US manufacturers know how to win. Here's their secret.

US manufacturers can thrive, just look at Tesla and, now, Apple. The trick is for US manufacturers to find the natural advantages that the US offers. 

Paul Sakuma/AP/File
Tesla workers cheer on the first Tesla Model S cars sold during a rally in 2012 at the Tesla factory in Fremont, Calif. In a busy factory, machinists move sheets of aluminum roll in the back door to be molded, stamped, twisted, and notched into high-tech electric cars that sell for more than $60,000 each – a success story to inspire other US manufacturers.

Let me tell you something about Americans. We like to win. No, we love to win. And in our minds at least, we do it all the time.

But these days, when it comes to manufacturing, we've been doing less winning than we like. We really hate losing, but it sets us up for the one thing we might like nearly as much as we like winning: a comeback.

The first time I heard a Chrysler ad say, "This was once a country where people made things. Beautiful things. And so it is again," I saw a room full of men trying not to weep at an SUV commercial. Chrysler (or more accurately Wieden+Kennedy) knew what they were saying with that one.

And they weren't far from the truth. This is what American manufacturing is today: a chance to combine two things that we as Americans love very much – winning and making a comeback.

How we don't do it

To explain how we do this thing, let me start with what we cannot do. We cannot out Shenzhen the Shenzhenese.

In that large Chinese manufacturing center, the minimum wage is $2.14 an hour. That wage gap continues right up the salary scale. A well-educated employee with the equivalent of a masters degree making an average wage in Shenzhen would take home just over $16,000 a year.

Our big American manufacturing comeback won't be fueled by competing on labor costs with the world's manufacturing centers.

How we do it

The formula is simple. We figure out what competitive advantage "made in America" gives us, and we capitalize on that advantage.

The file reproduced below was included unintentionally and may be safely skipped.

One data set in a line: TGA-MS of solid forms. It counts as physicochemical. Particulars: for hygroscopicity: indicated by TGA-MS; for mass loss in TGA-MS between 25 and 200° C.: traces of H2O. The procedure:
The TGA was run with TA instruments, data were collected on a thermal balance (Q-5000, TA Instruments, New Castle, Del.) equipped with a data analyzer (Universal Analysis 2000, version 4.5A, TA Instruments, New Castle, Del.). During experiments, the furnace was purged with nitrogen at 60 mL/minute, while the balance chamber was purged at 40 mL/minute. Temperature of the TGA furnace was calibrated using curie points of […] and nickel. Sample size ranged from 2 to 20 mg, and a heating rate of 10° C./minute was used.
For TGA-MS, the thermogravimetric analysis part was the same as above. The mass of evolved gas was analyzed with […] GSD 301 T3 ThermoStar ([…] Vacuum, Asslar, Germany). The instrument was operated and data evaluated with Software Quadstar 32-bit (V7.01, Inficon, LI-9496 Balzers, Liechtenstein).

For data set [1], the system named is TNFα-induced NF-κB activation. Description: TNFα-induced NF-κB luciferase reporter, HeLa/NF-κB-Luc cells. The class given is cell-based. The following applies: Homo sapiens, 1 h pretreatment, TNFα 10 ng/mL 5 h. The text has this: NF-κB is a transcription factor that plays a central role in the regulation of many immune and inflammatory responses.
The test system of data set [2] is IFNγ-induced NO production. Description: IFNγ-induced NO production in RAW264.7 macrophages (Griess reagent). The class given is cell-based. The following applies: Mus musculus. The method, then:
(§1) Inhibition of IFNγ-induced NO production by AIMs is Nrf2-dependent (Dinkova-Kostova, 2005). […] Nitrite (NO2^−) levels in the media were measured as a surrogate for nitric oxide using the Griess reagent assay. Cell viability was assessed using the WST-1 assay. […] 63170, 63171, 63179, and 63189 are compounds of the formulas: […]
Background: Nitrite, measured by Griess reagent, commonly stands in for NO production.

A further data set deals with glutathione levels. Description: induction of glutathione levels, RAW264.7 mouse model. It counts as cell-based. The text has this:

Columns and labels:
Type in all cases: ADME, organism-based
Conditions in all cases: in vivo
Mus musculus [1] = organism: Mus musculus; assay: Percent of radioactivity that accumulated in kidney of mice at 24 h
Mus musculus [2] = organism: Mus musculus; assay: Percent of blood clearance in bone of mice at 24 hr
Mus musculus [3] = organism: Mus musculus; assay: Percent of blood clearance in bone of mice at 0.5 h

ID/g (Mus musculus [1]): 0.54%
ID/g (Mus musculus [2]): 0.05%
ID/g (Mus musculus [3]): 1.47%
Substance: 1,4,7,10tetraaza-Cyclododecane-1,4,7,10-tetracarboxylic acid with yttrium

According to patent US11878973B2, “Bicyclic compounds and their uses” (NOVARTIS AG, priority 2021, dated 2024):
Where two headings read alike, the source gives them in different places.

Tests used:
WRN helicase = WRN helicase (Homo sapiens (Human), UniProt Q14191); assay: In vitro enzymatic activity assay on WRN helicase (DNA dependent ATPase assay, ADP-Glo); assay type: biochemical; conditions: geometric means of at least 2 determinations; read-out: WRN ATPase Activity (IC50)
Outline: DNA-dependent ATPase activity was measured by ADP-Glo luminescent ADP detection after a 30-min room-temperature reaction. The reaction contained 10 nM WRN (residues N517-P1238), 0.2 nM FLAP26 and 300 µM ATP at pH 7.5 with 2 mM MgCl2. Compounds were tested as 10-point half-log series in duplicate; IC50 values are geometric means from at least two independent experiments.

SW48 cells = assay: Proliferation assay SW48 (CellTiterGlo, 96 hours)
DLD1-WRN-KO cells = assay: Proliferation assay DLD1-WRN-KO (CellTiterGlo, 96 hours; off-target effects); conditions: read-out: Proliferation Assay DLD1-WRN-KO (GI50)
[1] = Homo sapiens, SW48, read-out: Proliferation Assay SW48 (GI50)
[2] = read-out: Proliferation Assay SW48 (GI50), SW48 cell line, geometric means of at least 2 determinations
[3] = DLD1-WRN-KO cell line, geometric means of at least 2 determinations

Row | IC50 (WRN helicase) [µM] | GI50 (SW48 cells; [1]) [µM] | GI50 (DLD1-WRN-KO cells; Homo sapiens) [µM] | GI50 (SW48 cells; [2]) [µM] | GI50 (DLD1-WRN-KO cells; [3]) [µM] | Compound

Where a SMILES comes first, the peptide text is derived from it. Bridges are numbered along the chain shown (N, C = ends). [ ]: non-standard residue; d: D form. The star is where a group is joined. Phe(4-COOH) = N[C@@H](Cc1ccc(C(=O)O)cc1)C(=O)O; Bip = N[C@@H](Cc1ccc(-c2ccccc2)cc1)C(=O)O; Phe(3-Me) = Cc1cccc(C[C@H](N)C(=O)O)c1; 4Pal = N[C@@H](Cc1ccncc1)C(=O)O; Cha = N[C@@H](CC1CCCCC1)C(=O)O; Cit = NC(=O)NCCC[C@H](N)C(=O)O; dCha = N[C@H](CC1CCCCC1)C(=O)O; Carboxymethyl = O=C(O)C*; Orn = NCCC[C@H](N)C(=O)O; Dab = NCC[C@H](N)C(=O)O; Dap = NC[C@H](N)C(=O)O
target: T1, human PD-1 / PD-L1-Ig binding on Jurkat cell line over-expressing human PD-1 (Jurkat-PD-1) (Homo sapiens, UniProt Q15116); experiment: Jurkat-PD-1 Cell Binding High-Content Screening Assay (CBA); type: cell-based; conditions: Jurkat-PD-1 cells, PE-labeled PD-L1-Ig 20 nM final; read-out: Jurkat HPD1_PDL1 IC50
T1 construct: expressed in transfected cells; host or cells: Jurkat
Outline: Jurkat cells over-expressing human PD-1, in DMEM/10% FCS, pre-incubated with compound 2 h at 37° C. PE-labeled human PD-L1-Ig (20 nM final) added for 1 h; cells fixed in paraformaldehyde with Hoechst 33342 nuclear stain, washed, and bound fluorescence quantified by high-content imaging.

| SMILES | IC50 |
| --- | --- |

In practice, it can be complex. Usually, that advantage comes from more than one thing.

Take Tesla Motors. What did Elon Musk find in America that he couldn't find in China, India, Germany, or Japan? Quite a bit, actually. Tesla gets to be right in the middle of Silicon Valley's culture of innovation that fits right in with a car that's out to reinvent the car industry.

They get access to the valley's seemingly endless troves of venture capital - along with investments from the federal government (which also likes to see a good old-fashioned American comeback, all the better if it's a green one). And the state also happens to have an empty auto manufacturing plant that was more or less cast off by Toyota and General Motors.

Apple is another example. For a while now, every iPhone or MacBook the company has sold boldly claims that it was “Designed by Apple in California,” followed by the less bold “Assembled in China.” This year, that’s expected to change for at least the company’s iMac product line.

The American advantage to Apple’s product line is a bit less obvious than for Tesla. In many senses, Apple is responsible for Silicon Valley’s culture of innovation, and it’s hard to think that there’s much room for improvement in the tech giant’s legendary logistics. The real benefit is probably a mix of the good PR the move will generate — Apple’s gotten plenty of heat over conditions at its Asian manufacturing partners — and savings in the cost of shipping iMacs across an ocean or two.

But I'm not telling you anything new about Tesla or Apple. So let me instead talk about a company that you've probably never heard of – because, honestly, what this company makes isn't nearly as sexy as an iPhone or a roadster that can beat the pants off a Ferrari.

How it's being done at [P2]